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Report: Mixed Results for ND Policies to Reduce Cancer

North Dakota has some of the strongest laws against smoking in public spaces in the country. (extremis/Pixabay)
North Dakota has some of the strongest laws against smoking in public spaces in the country. (extremis/Pixabay)
August 5, 2019

BISMARCK, N.D. — A new report assesses how North Dakota is doing when it comes to preventing cancer. The 17th edition of How Do You Measure Up? from the American Cancer Society Cancer Action Network looks at state legislative activity and gauges how lawmakers are supporting policies that reduce cancer.

The report said the state improved people's lives by expanding Medicaid.

Deb Knuth is North Dakota government relations director with the American Cancer Society Cancer Action Network.

"There is some polling out there showing that the states that have Medicaid expansion, such as North Dakota, they're seeing an improvement in the citizens' lives – ability to go back to work, perhaps, and certainly their quality of life has improved,” Knuth said.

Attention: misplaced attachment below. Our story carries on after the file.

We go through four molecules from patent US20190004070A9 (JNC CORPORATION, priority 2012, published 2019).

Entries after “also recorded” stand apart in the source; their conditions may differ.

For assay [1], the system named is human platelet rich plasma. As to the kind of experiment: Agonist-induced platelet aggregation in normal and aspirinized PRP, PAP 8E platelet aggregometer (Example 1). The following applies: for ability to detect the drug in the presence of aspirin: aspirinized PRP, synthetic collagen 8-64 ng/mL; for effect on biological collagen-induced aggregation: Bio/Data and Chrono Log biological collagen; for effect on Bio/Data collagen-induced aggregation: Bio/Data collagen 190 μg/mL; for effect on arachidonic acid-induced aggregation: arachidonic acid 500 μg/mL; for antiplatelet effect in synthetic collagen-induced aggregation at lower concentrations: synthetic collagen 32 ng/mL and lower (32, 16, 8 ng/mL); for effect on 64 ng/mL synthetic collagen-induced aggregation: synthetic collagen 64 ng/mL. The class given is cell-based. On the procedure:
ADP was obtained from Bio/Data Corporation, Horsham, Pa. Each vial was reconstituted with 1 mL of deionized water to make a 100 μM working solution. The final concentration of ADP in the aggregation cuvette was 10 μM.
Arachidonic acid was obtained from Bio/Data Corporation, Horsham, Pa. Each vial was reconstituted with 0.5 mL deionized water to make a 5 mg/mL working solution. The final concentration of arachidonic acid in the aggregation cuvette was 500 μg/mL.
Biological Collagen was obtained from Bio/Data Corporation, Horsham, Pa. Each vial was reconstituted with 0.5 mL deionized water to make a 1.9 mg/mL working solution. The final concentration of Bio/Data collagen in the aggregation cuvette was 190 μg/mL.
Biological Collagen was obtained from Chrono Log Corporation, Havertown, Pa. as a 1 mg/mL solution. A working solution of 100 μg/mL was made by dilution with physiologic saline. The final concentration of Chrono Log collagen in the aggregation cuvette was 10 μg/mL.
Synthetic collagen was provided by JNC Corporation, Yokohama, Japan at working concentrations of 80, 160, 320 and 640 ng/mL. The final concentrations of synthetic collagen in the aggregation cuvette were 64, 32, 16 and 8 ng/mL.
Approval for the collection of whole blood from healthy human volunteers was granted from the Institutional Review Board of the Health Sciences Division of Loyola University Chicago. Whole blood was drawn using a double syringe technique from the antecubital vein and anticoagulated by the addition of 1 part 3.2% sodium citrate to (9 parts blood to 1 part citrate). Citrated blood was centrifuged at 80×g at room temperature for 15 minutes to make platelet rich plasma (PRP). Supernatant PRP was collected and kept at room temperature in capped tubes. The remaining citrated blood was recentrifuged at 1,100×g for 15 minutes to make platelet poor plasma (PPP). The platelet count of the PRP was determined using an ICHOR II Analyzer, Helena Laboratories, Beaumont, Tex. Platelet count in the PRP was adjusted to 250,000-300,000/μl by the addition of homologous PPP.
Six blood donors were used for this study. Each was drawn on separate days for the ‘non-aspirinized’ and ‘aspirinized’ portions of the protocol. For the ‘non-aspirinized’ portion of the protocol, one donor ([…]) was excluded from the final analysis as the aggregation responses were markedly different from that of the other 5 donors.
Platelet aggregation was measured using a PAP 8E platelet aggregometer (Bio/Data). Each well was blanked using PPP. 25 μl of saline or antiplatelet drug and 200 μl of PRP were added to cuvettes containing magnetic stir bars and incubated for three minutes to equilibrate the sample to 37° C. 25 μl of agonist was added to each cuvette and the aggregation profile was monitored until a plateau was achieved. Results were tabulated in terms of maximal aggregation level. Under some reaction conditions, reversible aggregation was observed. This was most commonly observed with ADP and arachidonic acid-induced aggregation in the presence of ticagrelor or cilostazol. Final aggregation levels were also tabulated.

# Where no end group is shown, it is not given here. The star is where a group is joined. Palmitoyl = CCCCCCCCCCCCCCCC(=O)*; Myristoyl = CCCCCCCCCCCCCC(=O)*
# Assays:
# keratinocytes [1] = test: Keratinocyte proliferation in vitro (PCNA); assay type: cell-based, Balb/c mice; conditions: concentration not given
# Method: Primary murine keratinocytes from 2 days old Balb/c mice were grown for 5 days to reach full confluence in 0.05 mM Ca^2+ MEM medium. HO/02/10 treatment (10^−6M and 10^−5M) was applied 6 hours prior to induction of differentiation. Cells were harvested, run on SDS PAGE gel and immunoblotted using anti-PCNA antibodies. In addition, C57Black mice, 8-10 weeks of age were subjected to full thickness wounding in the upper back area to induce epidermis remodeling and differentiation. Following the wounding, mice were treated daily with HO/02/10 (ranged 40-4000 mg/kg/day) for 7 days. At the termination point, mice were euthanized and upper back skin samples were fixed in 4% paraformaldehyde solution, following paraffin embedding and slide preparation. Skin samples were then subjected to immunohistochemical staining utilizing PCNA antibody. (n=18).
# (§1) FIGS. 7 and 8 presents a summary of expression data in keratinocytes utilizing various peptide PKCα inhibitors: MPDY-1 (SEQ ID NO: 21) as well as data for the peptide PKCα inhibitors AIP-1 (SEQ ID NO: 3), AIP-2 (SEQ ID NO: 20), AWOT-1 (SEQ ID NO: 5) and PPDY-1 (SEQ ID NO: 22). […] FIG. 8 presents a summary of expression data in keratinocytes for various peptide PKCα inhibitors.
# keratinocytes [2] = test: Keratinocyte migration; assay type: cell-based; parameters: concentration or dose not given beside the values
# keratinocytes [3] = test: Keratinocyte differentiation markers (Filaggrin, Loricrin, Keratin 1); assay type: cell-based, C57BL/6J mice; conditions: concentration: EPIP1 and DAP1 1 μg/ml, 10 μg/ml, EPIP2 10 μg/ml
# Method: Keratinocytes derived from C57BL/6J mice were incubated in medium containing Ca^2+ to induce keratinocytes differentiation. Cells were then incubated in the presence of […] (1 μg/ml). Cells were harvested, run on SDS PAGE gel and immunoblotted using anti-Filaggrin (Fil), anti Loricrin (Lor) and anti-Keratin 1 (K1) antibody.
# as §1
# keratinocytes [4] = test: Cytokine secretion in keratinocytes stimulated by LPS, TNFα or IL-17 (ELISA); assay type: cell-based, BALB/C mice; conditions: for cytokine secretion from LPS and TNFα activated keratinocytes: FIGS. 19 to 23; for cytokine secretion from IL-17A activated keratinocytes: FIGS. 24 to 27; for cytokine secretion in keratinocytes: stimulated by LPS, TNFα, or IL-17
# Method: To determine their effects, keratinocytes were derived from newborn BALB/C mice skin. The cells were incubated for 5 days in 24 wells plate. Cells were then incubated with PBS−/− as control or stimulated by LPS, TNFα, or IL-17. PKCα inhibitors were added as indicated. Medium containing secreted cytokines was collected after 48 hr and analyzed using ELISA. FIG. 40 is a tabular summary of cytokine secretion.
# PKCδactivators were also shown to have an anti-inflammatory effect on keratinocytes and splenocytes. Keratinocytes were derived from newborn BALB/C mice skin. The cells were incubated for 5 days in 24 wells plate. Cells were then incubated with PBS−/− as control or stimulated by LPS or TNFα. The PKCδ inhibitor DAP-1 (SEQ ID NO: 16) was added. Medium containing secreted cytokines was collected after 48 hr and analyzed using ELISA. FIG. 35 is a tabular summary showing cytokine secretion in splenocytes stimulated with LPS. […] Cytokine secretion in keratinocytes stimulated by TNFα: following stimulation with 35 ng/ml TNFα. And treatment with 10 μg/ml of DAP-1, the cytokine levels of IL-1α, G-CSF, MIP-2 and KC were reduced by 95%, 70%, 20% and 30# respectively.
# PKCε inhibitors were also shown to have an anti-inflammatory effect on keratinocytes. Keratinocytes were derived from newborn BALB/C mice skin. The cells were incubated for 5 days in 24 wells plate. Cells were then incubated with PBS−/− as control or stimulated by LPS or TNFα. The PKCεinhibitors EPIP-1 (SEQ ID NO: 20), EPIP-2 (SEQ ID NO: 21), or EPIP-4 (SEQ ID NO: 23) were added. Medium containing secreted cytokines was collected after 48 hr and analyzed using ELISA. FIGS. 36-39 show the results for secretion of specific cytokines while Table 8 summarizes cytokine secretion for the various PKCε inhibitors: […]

According to the report, about 2.3 million people with a history of cancer rely on Medicaid. It also said North Dakota has good laws on the books banning smoking in public places and its tobacco prevention program is well funded.

While the state is doing well in some tobacco-prevention policies, Knuth noted it is falling way behind on its cigarette tax rates. North Dakota is one of two states that hasn't raised the rate since 2000. State lawmakers last increased the cigarette tax rate in 1993 – even though the Centers for Disease Control and Prevention has found tax increases to be an effective policy for stopping smoking.

"It does get adults motivated to quit because of the cost, and it also prevents youths from being interested in starting if the tobacco tax is high enough,” Knuth said.

She said the state needs to focus more on palliative care, which is specialized care that helps relieve a patient's symptoms, pain and stress from an illness. North Dakota also is one of 33 states that doesn't prohibit people under age 18 from indoor tanning – an avoidable risk factor for skin cancer.

Eric Tegethoff, Public News Service - ND